William Keegan repeats the myth that Britain was poised to enter the Euro but stopped by wise decisions in the Treasury. (In My View 9 February 2014) For Britain to enter the Euro at any time after 1997 three conditions had to be met. First, a referendum had to be won. Second, the pound had to come down significantly from its overvalued level of DM 3.20 or 13 French francs. Third, there had to be a broad political consensus with acceptance if not support from the press. None of these conditions were in place. The Conservative Party and the mass circulation press were fanatically hostile. Labour ministers loved the virility of the overvalued pound. There is no consensus in either the Labour or Liberal Democratic parties. The chances of winning a referendum were zero. The decision before 1997 to make Euro entry conditional on a plebiscite made it impossible. Nothing said or done after 1997 made any difference. The real credit for the UK not entering the Euro belongs to John Major and Tony Blair when both agreed that a referendum would be required. The rest was persiflage.

Political Parties European Links Cause Problems

It’s reported on Conservative Home that David Cameron has ordered Conservative MPs to pull out of their membership of a political grouping dominated by Putin’s stooges at the Council of Europe.  I first exposed this bizarre mésalliance in the Spectator in January 2008 ( see below). It was followed by Cameron pulling the Conservatives out of the European Peoples’ Party (the centre-right group) in the European Parliament. Cameron then formed a new European Parliament group with what Nick Clegg famously called ‘nutters, anti-semities and homophobes’.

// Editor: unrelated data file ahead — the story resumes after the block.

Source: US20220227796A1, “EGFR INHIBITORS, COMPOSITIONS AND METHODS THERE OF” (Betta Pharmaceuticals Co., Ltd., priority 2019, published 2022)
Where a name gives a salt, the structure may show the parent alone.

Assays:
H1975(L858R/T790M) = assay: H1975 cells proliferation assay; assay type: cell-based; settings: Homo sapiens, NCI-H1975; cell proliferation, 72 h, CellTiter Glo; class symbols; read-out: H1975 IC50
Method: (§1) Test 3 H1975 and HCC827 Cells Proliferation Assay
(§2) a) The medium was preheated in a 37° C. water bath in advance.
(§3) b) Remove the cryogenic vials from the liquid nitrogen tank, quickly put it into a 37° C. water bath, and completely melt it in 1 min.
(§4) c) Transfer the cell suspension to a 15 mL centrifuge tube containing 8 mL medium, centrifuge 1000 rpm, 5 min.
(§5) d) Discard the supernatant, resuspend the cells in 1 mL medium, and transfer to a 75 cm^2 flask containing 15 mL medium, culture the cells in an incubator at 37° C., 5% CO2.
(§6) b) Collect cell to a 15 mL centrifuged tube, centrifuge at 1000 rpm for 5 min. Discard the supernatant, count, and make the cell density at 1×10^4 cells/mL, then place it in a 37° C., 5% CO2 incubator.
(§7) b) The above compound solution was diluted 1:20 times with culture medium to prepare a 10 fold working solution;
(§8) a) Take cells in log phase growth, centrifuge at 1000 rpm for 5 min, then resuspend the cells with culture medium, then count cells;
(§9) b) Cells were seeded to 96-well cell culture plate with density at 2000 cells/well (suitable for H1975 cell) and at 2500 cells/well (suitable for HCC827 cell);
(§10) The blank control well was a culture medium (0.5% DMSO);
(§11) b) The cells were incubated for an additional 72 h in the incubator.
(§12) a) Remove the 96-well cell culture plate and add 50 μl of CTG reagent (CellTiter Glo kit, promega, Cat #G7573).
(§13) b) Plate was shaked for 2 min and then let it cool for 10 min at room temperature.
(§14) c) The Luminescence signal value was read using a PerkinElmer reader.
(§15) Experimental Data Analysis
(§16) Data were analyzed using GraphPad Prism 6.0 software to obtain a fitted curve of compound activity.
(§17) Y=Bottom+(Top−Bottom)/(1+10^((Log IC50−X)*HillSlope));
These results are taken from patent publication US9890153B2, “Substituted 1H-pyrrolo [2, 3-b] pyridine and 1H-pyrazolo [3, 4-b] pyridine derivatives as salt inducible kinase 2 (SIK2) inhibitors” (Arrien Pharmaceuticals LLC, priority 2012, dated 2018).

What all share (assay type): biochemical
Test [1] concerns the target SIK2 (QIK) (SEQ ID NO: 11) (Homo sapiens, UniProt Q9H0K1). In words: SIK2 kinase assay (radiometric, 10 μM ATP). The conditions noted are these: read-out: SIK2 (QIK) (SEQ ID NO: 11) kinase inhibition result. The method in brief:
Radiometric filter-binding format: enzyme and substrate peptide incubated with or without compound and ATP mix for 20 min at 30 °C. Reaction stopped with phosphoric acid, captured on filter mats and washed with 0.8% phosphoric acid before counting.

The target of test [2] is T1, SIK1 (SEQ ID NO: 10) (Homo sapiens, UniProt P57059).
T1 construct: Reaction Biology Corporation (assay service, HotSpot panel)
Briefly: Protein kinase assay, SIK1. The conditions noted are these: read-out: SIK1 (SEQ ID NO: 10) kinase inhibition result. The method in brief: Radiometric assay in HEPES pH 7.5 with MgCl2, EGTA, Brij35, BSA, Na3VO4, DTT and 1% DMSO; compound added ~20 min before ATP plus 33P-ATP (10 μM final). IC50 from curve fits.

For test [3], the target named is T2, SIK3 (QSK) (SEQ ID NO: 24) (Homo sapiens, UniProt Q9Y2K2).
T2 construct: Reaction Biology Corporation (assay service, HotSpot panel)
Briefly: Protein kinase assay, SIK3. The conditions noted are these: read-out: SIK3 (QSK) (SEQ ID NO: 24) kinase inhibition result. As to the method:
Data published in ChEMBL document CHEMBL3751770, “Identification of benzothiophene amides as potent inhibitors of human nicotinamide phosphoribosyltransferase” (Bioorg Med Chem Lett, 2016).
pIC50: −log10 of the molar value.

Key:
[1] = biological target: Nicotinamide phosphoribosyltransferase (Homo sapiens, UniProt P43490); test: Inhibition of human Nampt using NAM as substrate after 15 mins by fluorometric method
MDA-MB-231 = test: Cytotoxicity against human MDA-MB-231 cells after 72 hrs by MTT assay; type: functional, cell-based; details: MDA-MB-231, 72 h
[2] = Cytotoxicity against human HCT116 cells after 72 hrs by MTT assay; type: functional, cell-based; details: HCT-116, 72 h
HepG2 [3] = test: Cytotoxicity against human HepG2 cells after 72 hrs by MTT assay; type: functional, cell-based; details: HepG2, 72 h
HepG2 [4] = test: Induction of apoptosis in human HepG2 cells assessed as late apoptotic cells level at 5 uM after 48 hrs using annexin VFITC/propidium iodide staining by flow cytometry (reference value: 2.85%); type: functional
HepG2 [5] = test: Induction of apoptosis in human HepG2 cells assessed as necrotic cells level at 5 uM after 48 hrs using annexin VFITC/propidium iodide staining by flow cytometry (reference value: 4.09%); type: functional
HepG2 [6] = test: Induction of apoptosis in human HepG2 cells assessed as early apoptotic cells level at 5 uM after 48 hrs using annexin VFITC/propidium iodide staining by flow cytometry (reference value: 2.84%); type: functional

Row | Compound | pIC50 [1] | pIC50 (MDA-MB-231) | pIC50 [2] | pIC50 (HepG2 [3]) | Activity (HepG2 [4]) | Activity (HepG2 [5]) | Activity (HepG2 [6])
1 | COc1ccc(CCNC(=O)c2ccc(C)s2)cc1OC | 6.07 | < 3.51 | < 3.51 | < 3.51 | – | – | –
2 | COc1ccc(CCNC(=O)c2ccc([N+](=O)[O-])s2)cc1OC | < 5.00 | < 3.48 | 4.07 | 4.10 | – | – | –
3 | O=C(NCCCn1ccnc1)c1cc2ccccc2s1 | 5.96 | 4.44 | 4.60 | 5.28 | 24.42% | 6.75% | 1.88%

It isn’t clear with whom the Council of Europe Conservative MPs will now ally. In order to get posts as chair or rapporteur they have to be in a political group of some sort. (Conservative MPs make a good contribution to CoE work leaving to one side their anti-EU predilictions and obligation to provide cover on some issues in support of Putin – most recently in some disgraceful votes on the Sergei Magnitsky affair prior to the adoption of a very good CoE report on how Magnitsky was put to death in Moscow.)